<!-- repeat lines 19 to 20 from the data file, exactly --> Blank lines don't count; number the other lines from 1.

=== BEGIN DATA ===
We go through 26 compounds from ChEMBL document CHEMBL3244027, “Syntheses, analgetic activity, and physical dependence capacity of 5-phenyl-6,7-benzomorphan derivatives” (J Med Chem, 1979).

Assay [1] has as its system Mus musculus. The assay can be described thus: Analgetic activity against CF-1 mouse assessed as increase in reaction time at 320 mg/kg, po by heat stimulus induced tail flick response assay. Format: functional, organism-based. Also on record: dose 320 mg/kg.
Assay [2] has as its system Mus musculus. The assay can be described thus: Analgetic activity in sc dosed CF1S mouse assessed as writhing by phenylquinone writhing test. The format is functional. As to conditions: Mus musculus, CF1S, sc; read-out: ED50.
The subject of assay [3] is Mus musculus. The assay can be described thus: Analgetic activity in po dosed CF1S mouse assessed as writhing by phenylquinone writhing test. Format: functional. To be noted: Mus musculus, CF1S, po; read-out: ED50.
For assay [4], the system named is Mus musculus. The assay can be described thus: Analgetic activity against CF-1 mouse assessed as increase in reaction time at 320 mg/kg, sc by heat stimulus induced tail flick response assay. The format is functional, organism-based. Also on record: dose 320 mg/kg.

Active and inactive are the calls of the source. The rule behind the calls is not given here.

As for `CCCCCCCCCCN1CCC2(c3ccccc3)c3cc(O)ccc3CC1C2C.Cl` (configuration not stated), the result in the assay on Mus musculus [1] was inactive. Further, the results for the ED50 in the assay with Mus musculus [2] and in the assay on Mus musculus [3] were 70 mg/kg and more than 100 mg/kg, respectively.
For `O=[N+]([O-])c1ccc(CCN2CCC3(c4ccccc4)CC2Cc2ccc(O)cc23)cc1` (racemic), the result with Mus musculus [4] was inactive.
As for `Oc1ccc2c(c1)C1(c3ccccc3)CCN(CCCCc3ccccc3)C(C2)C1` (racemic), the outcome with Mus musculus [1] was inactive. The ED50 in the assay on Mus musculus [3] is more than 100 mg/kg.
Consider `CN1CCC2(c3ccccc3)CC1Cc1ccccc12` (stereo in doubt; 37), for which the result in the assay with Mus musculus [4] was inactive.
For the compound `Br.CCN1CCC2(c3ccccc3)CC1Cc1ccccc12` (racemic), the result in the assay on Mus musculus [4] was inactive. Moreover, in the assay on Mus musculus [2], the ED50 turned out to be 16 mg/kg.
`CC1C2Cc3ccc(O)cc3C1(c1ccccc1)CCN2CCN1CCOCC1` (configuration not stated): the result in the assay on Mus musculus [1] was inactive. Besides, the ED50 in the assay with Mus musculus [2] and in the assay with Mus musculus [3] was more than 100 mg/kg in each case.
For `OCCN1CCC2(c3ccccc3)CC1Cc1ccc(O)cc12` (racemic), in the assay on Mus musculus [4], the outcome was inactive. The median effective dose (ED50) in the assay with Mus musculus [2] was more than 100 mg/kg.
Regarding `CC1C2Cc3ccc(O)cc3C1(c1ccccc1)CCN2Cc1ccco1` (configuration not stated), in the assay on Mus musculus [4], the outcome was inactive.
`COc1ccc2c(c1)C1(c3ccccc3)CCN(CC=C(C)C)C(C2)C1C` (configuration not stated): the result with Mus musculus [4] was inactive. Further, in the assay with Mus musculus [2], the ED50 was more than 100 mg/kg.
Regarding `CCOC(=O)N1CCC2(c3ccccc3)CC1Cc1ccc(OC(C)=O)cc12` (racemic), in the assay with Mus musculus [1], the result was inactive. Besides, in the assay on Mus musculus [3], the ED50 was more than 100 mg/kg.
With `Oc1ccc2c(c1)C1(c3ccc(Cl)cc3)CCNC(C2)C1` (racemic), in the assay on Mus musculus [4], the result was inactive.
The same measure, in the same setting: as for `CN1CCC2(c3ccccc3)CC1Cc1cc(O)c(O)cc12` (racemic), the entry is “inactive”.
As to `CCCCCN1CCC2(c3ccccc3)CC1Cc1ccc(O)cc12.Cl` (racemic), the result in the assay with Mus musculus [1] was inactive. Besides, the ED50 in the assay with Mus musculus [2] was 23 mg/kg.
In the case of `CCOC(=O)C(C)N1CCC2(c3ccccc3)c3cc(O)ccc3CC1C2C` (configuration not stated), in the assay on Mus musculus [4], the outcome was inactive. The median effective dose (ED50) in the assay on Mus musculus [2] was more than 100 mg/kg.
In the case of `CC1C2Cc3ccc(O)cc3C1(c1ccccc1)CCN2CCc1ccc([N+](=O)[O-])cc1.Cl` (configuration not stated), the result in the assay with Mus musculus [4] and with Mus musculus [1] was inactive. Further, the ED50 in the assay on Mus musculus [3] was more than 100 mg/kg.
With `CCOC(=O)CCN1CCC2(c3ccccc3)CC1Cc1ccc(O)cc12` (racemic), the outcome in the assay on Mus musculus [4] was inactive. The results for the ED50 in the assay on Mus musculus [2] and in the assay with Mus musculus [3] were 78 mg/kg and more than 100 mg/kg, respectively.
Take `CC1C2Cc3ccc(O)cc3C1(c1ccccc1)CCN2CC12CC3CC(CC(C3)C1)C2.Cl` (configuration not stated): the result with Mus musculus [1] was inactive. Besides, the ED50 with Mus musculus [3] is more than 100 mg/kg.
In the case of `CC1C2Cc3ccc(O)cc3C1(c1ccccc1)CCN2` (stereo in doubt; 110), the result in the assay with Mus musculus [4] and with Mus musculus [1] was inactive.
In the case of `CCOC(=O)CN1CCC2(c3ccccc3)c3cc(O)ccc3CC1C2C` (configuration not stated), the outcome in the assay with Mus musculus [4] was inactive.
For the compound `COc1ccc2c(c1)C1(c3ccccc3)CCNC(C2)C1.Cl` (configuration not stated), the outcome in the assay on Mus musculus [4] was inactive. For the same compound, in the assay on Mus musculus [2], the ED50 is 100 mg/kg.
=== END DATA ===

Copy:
As to `CCCCCN1CCC2(c3ccccc3)CC1Cc1ccc(O)cc12.Cl` (racemic), the result in the assay with Mus musculus [1] was inactive. Besides, the ED50 in the assay with Mus musculus [2] was 23 mg/kg.
In the case of `CCOC(=O)C(C)N1CCC2(c3ccccc3)c3cc(O)ccc3CC1C2C` (configuration not stated), in the assay on Mus musculus [4], the outcome was inactive. The median effective dose (ED50) in the assay on Mus musculus [2] was more than 100 mg/kg.